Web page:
Problem 34: Genes can be moved between species.
Use green fluorescent protein to tag expression of genes.
HI! Green fluorescent protein (GFP) is a protein that causes the Aequorea victoria jellyfish to glow. The protein is coded for by a single gene. The GFP gene can be inserted downstream of the promoter of a gene in another organism. RNA polymerase binds to promoter regions to initiate transcription. If the GFP gene is inserted correctly, it can be expressed in organisms other than jellyfish. The GFP gene can be used as a visual tag for the expression of other genes. You want to look at the expression of the -galactosidase gene, which produces -galactosidase, an enzyme that digests lactose. To do this, you're going to fuse -gal to the GFP gene. You are going to use a plasmid X for your experiment. It is 8 kb and already has -gal on it, as well as an ampicillin resistance gene. Where on this plasmid would be the best place to insert the GFP gene? A (No, this is far from the end of the -gal gene.) B (No, inserting the GFP gene here will destroy the ampicillin resistance gene.) C (No, this is in front (upstream) of the -gal promoter.) D (That is correct) Point D is between the promoter and the gene. DNA inserted here would be transcribed and translated as a fusion protein with the -galactosidase enzyme. Transcription begins at the -gal promoter and continues through the end of the -gal gene. If the GFP gene is inserted correctly, there should be no stop codons and a GFP- -gal fusion protein will be made from the mRNA. Remember the genetic code is read as triplet codons. Assuming that the inserted piece of DNA starts at the first position of the triplet codon, then in this stretch of plasmid DNA, where is the best place to insert DNA? 1 (That is correct) 2 (No, this will shift the reading frame for later amino acids.) 3 (No, this will shift the reading frame for later amino acids.) If DNA is inserted at the other positions, the reading frame is shifted and functional protein may not be made. You isolate and purify the GFP gene as a small piece of DNA around 1 kb. It has EcoRI "sticky" ends. You then mix the GFP piece with pX plasmids also cut with EcoRI. You add DNA ligase to ligate the pieces together. You then use the mix to transform bacteria ... ... and you grow the bacteria on media containing ampicillin to find those that accepted the plasmid and have been transformed. Under UV light, some bacteria glow and some do not. You isolate the plasmids and then cut them with EcoRI. You check the sizes of the plasmids by running them on a gel. Remember the GFP gene is about 1 kb and the pX plasmid is 8 kb. Why don't the plasmids in lane four glow? The GFP gene was inserted backwards. (That is correct) The plasmids recircularized. (No, the plasmid sizes add up to the size of pUC + GFP.) The promoter region was destroyed. (No, the promoter is fine.) None of the above. (No, there is a correct answer.) The size of the pieces on the gel indicates that both pX and GFP are present. Since GFP is not working, most likely the gene was inserted backwards. When you use a single enzyme to cut both a gene and a plasmid, three things can happen. The plasmid can recircularize. The plasmid can accept the new gene. Or the gene can be inserted backwards. The sticky ends left by enzymes are palindromes: they are the same forwards or backwards. Plasmids made for recombinant DNA technology have a region containing many enzyme restriction sites called a polylinker region. This allows many different cutting options to match a gene the scientist wants to insert. If you wanted to avoid the problem of inserting a gene backwards, which would be the best restriction enzymes to use? EcoRI (No, using a single enzyme the GFP gene can be inserted backwards or forwards.) PvuI and SalI (That is correct.) BamHI and HindIII (No, using these enzymes the GFP gene will be inserted backwards.) PvuI and XbaI. (No, this will generate two XbaI sites around the GFP.) Both the pX plasmid and the DNA with the GFP gene should be cut with the enzymes PvuI and SalI. The complementary ends made by the enzymes are such that the GFP gene can only be inserted in the forward orientation. CONGRATULATIONS!!! YOU'RE SO SMART!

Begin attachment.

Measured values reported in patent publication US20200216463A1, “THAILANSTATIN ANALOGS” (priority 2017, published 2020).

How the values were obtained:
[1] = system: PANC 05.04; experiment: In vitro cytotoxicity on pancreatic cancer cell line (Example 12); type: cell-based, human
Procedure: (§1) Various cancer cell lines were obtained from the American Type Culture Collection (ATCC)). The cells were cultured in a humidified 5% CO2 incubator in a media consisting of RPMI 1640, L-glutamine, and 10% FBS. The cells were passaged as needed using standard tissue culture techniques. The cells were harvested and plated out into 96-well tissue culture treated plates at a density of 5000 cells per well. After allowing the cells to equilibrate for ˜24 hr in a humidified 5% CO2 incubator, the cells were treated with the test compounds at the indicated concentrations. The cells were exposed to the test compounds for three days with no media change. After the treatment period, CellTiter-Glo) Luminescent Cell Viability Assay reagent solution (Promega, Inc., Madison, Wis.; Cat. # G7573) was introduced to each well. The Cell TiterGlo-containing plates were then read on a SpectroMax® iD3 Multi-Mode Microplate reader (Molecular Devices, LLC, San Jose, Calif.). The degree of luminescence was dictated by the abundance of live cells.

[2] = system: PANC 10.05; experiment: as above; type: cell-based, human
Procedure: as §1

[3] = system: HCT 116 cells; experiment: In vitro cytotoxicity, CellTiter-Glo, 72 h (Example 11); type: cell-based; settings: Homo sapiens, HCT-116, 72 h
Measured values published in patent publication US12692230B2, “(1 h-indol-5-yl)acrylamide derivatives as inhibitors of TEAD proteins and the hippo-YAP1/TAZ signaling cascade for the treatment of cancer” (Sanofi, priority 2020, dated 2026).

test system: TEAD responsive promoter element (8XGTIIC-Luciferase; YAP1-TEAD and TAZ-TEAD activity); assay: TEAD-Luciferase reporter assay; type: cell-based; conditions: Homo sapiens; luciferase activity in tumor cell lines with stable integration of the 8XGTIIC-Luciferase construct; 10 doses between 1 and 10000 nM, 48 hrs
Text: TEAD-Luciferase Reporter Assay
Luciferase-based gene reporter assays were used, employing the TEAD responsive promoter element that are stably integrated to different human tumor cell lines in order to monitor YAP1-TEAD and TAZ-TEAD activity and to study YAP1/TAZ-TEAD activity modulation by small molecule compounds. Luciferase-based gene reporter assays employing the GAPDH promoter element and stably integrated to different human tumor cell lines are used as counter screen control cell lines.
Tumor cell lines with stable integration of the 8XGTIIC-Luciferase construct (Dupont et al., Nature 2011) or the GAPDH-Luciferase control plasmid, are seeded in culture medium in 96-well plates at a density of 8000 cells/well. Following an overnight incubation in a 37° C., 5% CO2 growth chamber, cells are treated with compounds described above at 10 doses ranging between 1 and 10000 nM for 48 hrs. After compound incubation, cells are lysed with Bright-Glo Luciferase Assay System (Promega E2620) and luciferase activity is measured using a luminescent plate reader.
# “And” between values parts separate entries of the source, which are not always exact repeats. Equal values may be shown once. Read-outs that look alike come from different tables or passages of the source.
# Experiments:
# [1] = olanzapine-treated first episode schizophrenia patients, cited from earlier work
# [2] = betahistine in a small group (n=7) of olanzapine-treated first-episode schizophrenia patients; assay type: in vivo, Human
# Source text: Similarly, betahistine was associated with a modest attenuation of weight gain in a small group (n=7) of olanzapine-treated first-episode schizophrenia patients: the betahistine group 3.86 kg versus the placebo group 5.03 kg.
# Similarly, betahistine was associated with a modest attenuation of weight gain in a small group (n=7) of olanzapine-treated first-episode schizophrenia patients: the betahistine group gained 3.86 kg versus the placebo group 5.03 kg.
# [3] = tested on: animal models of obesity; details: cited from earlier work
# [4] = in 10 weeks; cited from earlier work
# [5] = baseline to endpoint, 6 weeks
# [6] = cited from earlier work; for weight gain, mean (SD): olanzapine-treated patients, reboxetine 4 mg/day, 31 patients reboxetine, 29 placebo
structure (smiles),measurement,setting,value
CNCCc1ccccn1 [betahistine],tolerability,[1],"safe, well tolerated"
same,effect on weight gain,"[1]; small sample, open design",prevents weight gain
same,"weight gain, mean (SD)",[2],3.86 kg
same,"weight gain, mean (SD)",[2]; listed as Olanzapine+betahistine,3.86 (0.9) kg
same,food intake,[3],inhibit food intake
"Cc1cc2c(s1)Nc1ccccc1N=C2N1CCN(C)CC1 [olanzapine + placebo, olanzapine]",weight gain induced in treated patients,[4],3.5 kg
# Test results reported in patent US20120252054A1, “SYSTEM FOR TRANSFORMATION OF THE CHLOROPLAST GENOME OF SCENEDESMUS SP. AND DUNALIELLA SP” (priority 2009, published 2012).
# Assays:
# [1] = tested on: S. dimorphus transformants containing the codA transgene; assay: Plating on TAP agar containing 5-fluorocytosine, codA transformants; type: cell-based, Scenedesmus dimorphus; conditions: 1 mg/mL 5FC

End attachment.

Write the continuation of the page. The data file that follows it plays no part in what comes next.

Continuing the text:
gfp gene, ampicillin resistance, rna polymerase, stop codons, promoter regions, fusion protein, aequorea victoria, green fluorescent protein, resistance gene, plasmid dna, amino acids, ampicillin, first position, genetic code, jellyfish, triplet, lactose, genes, mrna
- ID: 16723
- Source: DNALC.DNAFTB
New York high school students interview Nobel Laureate, Dr. Martin Chalfie of Columbia University, then perform the experiment with green fluorescent protein (GFP) that he pioneered.
The diagram represents a single strand of DNA containing a gene, in purple. Remember this gene is "read" in the 5' to 3' direction to produce an mRNA.
Decode a protein.
Mike Wigler shows how all organisms share similar genes, called homologs.
Several researchers crack the genetic code.
What happens in protein synthesis?
Stanley Cohen and Herbert Boyer transform bacteria with a recombinant plasmid, and Doug Hanahan studies induced transformation.
Gene analysis take a giant leap using DNA sequencing.
Explore the reverse transcriptase mechanism.
Translation: RNA to protein, 3D animation with no audio